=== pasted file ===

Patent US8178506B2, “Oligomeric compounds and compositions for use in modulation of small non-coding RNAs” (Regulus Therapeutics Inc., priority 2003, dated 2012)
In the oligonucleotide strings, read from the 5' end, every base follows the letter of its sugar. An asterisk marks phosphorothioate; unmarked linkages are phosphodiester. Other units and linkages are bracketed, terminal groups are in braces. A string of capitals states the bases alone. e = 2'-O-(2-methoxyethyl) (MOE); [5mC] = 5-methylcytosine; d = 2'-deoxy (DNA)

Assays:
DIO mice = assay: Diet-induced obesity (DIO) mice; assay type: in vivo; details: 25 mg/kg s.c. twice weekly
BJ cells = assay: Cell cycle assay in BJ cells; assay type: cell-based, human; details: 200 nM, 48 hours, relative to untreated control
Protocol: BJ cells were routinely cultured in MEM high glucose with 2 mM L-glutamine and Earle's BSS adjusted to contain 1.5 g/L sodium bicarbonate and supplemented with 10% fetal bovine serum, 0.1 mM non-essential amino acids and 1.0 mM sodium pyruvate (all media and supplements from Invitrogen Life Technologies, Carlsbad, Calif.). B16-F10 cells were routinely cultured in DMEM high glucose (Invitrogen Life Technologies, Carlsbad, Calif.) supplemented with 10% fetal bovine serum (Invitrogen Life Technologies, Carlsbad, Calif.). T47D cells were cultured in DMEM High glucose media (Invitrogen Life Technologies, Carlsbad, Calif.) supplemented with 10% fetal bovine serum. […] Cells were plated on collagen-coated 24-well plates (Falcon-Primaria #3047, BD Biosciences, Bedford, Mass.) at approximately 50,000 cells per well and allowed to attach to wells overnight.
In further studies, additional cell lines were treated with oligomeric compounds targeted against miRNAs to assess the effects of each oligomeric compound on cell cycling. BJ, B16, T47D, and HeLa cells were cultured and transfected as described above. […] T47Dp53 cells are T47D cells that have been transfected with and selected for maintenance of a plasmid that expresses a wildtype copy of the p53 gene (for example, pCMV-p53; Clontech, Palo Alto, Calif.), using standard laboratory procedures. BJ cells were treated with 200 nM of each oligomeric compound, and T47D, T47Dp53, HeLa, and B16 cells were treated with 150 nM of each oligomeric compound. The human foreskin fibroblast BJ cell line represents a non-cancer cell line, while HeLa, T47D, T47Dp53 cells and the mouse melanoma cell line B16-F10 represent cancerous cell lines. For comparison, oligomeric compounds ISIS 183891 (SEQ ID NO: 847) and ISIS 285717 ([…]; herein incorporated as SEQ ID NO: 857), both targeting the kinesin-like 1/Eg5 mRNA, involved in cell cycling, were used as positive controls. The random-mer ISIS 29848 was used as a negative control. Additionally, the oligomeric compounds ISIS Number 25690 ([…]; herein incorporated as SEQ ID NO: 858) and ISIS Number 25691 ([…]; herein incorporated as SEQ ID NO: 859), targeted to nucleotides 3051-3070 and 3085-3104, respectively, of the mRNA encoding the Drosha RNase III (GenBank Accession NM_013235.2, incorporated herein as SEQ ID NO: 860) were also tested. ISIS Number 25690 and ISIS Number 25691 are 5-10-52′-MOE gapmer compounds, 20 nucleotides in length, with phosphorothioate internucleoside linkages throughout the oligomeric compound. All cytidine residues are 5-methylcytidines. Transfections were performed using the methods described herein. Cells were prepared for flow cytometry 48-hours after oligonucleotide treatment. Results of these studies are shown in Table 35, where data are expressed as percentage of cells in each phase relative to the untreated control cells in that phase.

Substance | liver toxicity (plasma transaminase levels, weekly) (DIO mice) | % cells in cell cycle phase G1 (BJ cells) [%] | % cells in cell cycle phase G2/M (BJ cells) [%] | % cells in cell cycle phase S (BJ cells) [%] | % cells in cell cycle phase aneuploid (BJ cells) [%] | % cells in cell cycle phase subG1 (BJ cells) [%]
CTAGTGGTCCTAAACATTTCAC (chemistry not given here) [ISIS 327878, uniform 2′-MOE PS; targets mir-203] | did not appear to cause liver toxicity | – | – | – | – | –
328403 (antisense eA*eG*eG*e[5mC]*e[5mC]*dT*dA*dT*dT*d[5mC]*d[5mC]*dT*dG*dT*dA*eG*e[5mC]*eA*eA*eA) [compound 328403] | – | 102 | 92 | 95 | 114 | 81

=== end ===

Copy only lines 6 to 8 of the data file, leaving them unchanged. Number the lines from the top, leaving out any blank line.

Protocol: BJ cells were routinely cultured in MEM high glucose with 2 mM L-glutamine and Earle's BSS adjusted to contain 1.5 g/L sodium bicarbonate and supplemented with 10% fetal bovine serum, 0.1 mM non-essential amino acids and 1.0 mM sodium pyruvate (all media and supplements from Invitrogen Life Technologies, Carlsbad, Calif.). B16-F10 cells were routinely cultured in DMEM high glucose (Invitrogen Life Technologies, Carlsbad, Calif.) supplemented with 10% fetal bovine serum (Invitrogen Life Technologies, Carlsbad, Calif.). T47D cells were cultured in DMEM High glucose media (Invitrogen Life Technologies, Carlsbad, Calif.) supplemented with 10% fetal bovine serum. […] Cells were plated on collagen-coated 24-well plates (Falcon-Primaria #3047, BD Biosciences, Bedford, Mass.) at approximately 50,000 cells per well and allowed to attach to wells overnight.
In further studies, additional cell lines were treated with oligomeric compounds targeted against miRNAs to assess the effects of each oligomeric compound on cell cycling. BJ, B16, T47D, and HeLa cells were cultured and transfected as described above. […] T47Dp53 cells are T47D cells that have been transfected with and selected for maintenance of a plasmid that expresses a wildtype copy of the p53 gene (for example, pCMV-p53; Clontech, Palo Alto, Calif.), using standard laboratory procedures. BJ cells were treated with 200 nM of each oligomeric compound, and T47D, T47Dp53, HeLa, and B16 cells were treated with 150 nM of each oligomeric compound. The human foreskin fibroblast BJ cell line represents a non-cancer cell line, while HeLa, T47D, T47Dp53 cells and the mouse melanoma cell line B16-F10 represent cancerous cell lines. For comparison, oligomeric compounds ISIS 183891 (SEQ ID NO: 847) and ISIS 285717 ([…]; herein incorporated as SEQ ID NO: 857), both targeting the kinesin-like 1/Eg5 mRNA, involved in cell cycling, were used as positive controls. The random-mer ISIS 29848 was used as a negative control. Additionally, the oligomeric compounds ISIS Number 25690 ([…]; herein incorporated as SEQ ID NO: 858) and ISIS Number 25691 ([…]; herein incorporated as SEQ ID NO: 859), targeted to nucleotides 3051-3070 and 3085-3104, respectively, of the mRNA encoding the Drosha RNase III (GenBank Accession NM_013235.2, incorporated herein as SEQ ID NO: 860) were also tested. ISIS Number 25690 and ISIS Number 25691 are 5-10-52′-MOE gapmer compounds, 20 nucleotides in length, with phosphorothioate internucleoside linkages throughout the oligomeric compound. All cytidine residues are 5-methylcytidines. Transfections were performed using the methods described herein. Cells were prepared for flow cytometry 48-hours after oligonucleotide treatment. Results of these studies are shown in Table 35, where data are expressed as percentage of cells in each phase relative to the untreated control cells in that phase.

Substance | liver toxicity (plasma transaminase levels, weekly) (DIO mice) | % cells in cell cycle phase G1 (BJ cells) [%] | % cells in cell cycle phase G2/M (BJ cells) [%] | % cells in cell cycle phase S (BJ cells) [%] | % cells in cell cycle phase aneuploid (BJ cells) [%] | % cells in cell cycle phase subG1 (BJ cells) [%]